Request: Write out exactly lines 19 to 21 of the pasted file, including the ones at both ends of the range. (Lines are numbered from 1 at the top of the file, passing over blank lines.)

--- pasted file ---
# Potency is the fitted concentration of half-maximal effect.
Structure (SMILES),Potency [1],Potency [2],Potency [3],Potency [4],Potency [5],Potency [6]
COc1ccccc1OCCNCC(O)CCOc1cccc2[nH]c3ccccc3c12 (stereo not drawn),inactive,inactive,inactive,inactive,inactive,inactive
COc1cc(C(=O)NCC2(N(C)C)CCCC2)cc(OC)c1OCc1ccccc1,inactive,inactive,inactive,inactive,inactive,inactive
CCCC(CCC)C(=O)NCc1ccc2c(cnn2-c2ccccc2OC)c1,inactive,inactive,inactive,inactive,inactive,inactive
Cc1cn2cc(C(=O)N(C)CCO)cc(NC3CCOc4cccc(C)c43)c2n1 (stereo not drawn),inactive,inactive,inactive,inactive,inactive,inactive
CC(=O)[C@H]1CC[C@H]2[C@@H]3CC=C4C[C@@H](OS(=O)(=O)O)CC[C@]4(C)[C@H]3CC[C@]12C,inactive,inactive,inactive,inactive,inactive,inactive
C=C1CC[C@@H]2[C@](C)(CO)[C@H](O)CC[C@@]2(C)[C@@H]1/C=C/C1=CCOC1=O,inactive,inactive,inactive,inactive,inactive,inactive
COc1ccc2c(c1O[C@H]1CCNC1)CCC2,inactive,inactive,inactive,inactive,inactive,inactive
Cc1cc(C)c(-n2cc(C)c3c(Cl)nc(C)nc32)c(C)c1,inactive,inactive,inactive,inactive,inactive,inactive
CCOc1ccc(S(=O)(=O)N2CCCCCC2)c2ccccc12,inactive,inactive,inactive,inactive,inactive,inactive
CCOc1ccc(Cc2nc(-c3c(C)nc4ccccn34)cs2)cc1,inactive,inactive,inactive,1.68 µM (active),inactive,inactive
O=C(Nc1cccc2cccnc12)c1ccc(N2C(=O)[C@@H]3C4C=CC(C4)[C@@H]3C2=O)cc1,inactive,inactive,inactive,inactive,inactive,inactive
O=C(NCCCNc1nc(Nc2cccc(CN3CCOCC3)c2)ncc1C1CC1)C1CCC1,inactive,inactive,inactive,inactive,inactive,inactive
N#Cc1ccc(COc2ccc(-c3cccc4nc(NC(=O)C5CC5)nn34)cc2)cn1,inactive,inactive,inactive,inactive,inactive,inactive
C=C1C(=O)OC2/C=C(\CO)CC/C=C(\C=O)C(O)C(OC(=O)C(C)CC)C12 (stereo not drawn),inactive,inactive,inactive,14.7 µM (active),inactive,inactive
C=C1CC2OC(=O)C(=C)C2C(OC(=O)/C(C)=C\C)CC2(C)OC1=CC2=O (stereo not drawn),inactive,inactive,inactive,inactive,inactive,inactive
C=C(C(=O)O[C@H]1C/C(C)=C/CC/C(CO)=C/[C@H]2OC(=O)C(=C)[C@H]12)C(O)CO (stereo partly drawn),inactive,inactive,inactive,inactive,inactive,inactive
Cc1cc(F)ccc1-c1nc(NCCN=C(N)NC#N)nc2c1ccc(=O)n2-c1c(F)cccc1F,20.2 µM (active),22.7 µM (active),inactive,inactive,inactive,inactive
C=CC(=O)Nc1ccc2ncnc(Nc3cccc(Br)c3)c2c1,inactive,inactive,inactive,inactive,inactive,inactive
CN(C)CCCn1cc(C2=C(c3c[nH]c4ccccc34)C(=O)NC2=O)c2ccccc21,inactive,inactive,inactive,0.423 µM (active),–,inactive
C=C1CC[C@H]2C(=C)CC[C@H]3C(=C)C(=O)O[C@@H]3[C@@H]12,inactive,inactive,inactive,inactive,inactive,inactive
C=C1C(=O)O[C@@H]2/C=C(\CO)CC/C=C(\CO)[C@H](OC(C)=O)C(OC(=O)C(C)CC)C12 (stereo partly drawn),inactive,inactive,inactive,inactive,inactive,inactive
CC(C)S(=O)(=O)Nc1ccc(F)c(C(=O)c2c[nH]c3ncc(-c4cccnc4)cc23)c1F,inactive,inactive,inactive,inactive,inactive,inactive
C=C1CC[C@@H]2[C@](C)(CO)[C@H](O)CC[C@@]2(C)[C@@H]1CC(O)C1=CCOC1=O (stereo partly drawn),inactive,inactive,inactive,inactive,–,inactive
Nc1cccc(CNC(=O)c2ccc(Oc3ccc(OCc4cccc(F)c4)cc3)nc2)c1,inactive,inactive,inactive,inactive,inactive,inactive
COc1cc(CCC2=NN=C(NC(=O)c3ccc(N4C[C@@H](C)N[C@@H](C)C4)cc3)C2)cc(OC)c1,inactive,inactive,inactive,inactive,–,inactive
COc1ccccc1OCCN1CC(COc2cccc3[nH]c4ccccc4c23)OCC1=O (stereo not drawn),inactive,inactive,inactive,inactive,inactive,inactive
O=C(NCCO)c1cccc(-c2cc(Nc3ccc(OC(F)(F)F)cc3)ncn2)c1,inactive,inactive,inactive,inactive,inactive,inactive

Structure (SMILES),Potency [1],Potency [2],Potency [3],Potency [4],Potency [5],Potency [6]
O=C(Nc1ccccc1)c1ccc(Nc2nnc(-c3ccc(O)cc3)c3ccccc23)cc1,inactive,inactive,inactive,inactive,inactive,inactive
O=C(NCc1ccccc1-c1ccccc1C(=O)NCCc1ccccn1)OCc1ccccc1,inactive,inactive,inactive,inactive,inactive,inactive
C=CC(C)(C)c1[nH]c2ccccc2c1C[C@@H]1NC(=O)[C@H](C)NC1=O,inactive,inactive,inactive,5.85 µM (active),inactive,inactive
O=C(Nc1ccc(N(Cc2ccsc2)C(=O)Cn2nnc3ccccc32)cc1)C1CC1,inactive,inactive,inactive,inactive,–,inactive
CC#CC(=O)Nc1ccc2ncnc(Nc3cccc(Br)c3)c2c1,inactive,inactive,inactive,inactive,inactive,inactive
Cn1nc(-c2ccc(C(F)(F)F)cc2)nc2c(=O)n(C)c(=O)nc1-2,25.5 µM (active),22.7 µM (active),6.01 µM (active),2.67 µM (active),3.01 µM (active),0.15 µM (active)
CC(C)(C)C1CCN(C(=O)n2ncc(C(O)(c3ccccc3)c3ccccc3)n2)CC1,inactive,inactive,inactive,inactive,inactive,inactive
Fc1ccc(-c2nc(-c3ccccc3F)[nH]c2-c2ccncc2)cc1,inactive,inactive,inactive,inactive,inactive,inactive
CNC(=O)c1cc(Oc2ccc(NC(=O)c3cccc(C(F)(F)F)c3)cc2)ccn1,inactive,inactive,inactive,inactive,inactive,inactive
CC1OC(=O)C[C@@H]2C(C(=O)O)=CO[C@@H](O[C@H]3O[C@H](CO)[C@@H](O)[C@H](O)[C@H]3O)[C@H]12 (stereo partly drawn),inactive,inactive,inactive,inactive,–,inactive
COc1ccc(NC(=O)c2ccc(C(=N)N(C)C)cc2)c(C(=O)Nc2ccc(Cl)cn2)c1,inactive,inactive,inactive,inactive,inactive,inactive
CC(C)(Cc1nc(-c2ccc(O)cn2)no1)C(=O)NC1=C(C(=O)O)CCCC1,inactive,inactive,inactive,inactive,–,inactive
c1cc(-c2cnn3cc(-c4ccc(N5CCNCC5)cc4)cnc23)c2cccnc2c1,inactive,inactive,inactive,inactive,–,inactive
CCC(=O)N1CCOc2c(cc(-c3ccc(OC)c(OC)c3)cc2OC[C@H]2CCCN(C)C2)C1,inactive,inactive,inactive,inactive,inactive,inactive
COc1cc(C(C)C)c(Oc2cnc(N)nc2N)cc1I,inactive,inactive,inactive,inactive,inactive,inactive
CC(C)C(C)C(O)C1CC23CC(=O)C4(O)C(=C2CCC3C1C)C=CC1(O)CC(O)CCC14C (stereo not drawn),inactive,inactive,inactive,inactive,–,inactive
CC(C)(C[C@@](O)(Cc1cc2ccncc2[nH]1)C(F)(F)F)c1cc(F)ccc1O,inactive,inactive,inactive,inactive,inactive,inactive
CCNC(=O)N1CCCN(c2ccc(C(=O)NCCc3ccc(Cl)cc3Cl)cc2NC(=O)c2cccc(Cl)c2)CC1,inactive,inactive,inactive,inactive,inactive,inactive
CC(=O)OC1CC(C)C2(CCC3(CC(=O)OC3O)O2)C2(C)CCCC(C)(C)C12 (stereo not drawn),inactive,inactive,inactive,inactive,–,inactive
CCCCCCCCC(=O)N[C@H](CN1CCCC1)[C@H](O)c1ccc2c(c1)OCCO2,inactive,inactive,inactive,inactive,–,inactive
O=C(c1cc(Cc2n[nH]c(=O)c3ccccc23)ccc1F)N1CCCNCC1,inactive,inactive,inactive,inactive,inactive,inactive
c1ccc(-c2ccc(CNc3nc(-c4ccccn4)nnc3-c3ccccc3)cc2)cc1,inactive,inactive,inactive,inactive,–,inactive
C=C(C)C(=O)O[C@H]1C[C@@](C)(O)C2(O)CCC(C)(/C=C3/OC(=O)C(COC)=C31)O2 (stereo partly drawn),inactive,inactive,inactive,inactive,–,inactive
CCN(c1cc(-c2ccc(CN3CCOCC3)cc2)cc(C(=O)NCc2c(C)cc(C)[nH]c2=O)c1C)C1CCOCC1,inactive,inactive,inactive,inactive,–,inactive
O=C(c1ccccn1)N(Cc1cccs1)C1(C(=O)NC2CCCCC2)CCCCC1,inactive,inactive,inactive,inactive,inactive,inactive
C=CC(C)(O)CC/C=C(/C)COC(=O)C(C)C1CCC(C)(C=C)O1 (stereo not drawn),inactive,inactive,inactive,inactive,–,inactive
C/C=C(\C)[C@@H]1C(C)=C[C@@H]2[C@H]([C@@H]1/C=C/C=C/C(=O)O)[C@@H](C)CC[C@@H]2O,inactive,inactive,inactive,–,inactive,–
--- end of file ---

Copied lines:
Cc1cc(F)ccc1-c1nc(NCCN=C(N)NC#N)nc2c1ccc(=O)n2-c1c(F)cccc1F,20.2 µM (active),22.7 µM (active),inactive,inactive,inactive,inactive
C=CC(=O)Nc1ccc2ncnc(Nc3cccc(Br)c3)c2c1,inactive,inactive,inactive,inactive,inactive,inactive
CN(C)CCCn1cc(C2=C(c3c[nH]c4ccccc34)C(=O)NC2=O)c2ccccc21,inactive,inactive,inactive,0.423 µM (active),–,inactive